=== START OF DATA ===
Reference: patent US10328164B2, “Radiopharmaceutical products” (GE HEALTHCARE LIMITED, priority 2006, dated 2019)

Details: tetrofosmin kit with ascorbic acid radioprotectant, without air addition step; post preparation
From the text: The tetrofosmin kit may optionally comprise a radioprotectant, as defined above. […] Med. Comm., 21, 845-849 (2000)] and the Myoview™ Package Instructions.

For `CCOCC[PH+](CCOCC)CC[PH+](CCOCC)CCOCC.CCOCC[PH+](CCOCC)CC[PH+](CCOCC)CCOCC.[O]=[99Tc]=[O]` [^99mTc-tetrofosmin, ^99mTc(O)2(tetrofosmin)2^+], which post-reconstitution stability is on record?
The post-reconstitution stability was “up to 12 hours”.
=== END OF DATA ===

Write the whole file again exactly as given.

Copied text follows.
Reference: patent US10328164B2, “Radiopharmaceutical products” (GE HEALTHCARE LIMITED, priority 2006, dated 2019)

Details: tetrofosmin kit with ascorbic acid radioprotectant, without air addition step; post preparation
From the text: The tetrofosmin kit may optionally comprise a radioprotectant, as defined above. […] Med. Comm., 21, 845-849 (2000)] and the Myoview™ Package Instructions.

For `CCOCC[PH+](CCOCC)CC[PH+](CCOCC)CCOCC.CCOCC[PH+](CCOCC)CC[PH+](CCOCC)CCOCC.[O]=[99Tc]=[O]` [^99mTc-tetrofosmin, ^99mTc(O)2(tetrofosmin)2^+], which post-reconstitution stability is on record?
The post-reconstitution stability was “up to 12 hours”.